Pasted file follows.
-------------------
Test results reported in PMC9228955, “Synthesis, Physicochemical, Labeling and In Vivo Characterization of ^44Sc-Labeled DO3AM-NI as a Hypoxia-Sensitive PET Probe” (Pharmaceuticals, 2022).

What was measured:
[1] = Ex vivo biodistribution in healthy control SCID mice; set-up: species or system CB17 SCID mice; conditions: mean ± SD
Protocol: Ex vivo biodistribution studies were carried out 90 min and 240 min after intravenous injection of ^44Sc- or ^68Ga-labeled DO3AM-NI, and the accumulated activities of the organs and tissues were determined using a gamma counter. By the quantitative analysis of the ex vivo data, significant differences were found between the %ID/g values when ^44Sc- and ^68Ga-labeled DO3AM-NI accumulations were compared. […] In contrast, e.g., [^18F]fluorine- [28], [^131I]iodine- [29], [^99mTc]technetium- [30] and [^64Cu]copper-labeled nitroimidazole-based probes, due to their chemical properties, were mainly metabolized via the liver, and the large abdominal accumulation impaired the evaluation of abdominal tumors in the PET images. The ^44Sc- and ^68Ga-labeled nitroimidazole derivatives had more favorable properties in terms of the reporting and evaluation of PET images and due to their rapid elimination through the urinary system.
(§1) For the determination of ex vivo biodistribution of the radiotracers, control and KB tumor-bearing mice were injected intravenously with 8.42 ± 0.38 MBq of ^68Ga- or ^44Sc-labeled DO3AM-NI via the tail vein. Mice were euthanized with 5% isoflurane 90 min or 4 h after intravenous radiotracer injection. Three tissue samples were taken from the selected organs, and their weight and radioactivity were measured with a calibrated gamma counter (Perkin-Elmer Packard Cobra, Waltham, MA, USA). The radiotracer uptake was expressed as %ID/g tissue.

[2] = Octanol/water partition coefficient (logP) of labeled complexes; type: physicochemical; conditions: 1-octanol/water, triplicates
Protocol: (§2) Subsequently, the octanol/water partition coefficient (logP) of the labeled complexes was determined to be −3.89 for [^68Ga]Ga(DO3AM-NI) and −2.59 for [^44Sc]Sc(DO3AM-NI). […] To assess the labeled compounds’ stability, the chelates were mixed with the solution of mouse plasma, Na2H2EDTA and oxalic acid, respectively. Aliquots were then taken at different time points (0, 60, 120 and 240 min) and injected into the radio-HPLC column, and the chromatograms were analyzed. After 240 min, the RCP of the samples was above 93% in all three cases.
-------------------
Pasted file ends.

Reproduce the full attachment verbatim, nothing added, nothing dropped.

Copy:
Test results reported in PMC9228955, “Synthesis, Physicochemical, Labeling and In Vivo Characterization of ^44Sc-Labeled DO3AM-NI as a Hypoxia-Sensitive PET Probe” (Pharmaceuticals, 2022).

What was measured:
[1] = Ex vivo biodistribution in healthy control SCID mice; set-up: species or system CB17 SCID mice; conditions: mean ± SD
Protocol: Ex vivo biodistribution studies were carried out 90 min and 240 min after intravenous injection of ^44Sc- or ^68Ga-labeled DO3AM-NI, and the accumulated activities of the organs and tissues were determined using a gamma counter. By the quantitative analysis of the ex vivo data, significant differences were found between the %ID/g values when ^44Sc- and ^68Ga-labeled DO3AM-NI accumulations were compared. […] In contrast, e.g., [^18F]fluorine- [28], [^131I]iodine- [29], [^99mTc]technetium- [30] and [^64Cu]copper-labeled nitroimidazole-based probes, due to their chemical properties, were mainly metabolized via the liver, and the large abdominal accumulation impaired the evaluation of abdominal tumors in the PET images. The ^44Sc- and ^68Ga-labeled nitroimidazole derivatives had more favorable properties in terms of the reporting and evaluation of PET images and due to their rapid elimination through the urinary system.
(§1) For the determination of ex vivo biodistribution of the radiotracers, control and KB tumor-bearing mice were injected intravenously with 8.42 ± 0.38 MBq of ^68Ga- or ^44Sc-labeled DO3AM-NI via the tail vein. Mice were euthanized with 5% isoflurane 90 min or 4 h after intravenous radiotracer injection. Three tissue samples were taken from the selected organs, and their weight and radioactivity were measured with a calibrated gamma counter (Perkin-Elmer Packard Cobra, Waltham, MA, USA). The radiotracer uptake was expressed as %ID/g tissue.

[2] = Octanol/water partition coefficient (logP) of labeled complexes; type: physicochemical; conditions: 1-octanol/water, triplicates
Protocol: (§2) Subsequently, the octanol/water partition coefficient (logP) of the labeled complexes was determined to be −3.89 for [^68Ga]Ga(DO3AM-NI) and −2.59 for [^44Sc]Sc(DO3AM-NI). […] To assess the labeled compounds’ stability, the chelates were mixed with the solution of mouse plasma, Na2H2EDTA and oxalic acid, respectively. Aliquots were then taken at different time points (0, 60, 120 and 240 min) and injected into the radio-HPLC column, and the chromatograms were analyzed. After 240 min, the RCP of the samples was above 93% in all three cases.